some to that:
I'm not so sure about this (and, actually, my gut feeling is just the opposite). In the case you cite, the number of arms (and discs) would be identical in Austria, and even larger in Germany: For one direction, you need
(a) three-position distant home (=2 "arms")
(b) three-position home (=2 "arms") + (at least) two-position distant starter (1 arm)
(c) two two-position starters (=2 arms [actually 2x2 arms, but the 2 arms are coupled together on each starter])
which comes to 7 levers. For both directions, this gives a sum of 14 levers, *not* counting the route levers (8 in this case) (and 2 points levers and 4 FPL levers, in contrast to 2 points levers and 2 FPL levers in UK/Eire).
The Distant Home Signal is normally operated trough the mechanism at the Home Signal and has no Lever.
Distant Starters are only on Station with a Line Speed,that requires 700 Meter ore more of Braking distance.
Another thing is the Gruppen-Ausfahrsignal (Group-Starter),this means one Signal with a Group of Subsidiary Signals (Sperrsignale/Protection Signals) for several Tracks.
•How "fully" signalled? ok, the placement and number of stop signals at a station at a double track mainline with heavy traffic - near London or near Berlin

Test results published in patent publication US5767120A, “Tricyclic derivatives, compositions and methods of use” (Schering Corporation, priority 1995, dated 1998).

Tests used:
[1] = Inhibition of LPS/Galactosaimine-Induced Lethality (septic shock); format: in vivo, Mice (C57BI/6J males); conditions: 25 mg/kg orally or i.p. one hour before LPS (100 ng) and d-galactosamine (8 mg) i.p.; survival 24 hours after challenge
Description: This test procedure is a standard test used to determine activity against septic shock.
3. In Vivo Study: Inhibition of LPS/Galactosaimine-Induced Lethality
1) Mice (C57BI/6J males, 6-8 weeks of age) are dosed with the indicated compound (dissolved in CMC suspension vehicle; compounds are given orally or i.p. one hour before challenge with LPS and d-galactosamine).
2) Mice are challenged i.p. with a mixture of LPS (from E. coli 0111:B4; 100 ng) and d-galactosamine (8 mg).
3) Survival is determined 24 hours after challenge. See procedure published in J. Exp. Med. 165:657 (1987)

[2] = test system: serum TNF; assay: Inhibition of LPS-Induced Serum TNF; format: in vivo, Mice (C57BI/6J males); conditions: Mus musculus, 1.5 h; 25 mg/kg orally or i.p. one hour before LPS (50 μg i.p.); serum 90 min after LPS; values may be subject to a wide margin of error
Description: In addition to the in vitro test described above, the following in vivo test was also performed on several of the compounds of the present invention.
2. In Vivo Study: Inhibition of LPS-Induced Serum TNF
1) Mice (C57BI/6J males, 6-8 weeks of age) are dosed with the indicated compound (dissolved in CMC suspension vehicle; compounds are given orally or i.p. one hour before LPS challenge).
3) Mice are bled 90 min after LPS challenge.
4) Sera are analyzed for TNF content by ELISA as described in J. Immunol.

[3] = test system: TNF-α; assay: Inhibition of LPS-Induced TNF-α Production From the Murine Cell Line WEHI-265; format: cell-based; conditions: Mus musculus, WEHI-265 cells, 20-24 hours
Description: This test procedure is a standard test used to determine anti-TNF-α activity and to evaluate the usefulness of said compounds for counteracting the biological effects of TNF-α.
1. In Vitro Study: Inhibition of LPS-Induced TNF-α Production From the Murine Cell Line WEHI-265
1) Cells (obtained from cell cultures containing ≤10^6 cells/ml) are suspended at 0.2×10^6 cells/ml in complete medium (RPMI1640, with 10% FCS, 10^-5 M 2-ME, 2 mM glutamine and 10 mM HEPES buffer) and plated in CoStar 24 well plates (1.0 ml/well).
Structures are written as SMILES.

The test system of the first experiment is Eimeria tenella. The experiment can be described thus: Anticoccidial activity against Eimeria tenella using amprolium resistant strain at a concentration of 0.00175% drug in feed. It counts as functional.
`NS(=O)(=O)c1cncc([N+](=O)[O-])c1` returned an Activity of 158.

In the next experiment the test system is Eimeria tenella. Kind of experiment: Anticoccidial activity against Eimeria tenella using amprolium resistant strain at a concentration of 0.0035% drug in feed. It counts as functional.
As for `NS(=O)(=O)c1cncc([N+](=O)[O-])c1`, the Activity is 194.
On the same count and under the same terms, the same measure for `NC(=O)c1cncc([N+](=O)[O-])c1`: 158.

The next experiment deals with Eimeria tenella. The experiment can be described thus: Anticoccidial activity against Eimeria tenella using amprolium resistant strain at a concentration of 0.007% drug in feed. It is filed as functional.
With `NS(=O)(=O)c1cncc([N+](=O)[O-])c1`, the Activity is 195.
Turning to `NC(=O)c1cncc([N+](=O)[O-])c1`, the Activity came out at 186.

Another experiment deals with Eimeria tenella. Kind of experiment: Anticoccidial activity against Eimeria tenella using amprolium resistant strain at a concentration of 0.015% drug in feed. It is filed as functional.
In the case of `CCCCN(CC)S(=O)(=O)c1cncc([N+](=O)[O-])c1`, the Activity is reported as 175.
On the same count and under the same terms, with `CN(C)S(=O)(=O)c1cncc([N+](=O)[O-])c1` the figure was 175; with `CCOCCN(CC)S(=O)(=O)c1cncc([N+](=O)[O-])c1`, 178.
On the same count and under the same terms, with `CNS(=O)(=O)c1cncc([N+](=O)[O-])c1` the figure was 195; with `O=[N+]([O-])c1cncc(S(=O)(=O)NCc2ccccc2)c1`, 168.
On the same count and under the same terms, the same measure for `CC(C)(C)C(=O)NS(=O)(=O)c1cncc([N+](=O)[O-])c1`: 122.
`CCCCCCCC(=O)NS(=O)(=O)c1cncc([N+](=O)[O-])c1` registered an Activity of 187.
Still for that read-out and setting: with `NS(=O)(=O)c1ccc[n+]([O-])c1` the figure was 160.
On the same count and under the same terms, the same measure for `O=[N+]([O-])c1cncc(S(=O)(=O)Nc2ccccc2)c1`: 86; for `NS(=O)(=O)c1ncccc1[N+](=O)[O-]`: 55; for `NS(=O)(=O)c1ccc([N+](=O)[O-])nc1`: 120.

ohh.....Berlin is yawn Cologne with Passenger and Freight Trains is the Pinhole in the German Net.
and also there, all mechanical desings seem to have reached in their most advanced designs that limit of 2...3 minutes between steam-driven trains that is anyway necessary because of the typical braking distances (and is still the norm on all mixed-traffic railways as far as I know).
For the pure Blockworking a mechanical Felderblock needs 120 Seconds Time from putting the Signal to Danger and blocking back so that the rear Box could start the next Train.
The Standard Distance between manually operated Blockpost/Boxes was 3 Kilometers,so additional 200 Seconds must added for the next Train.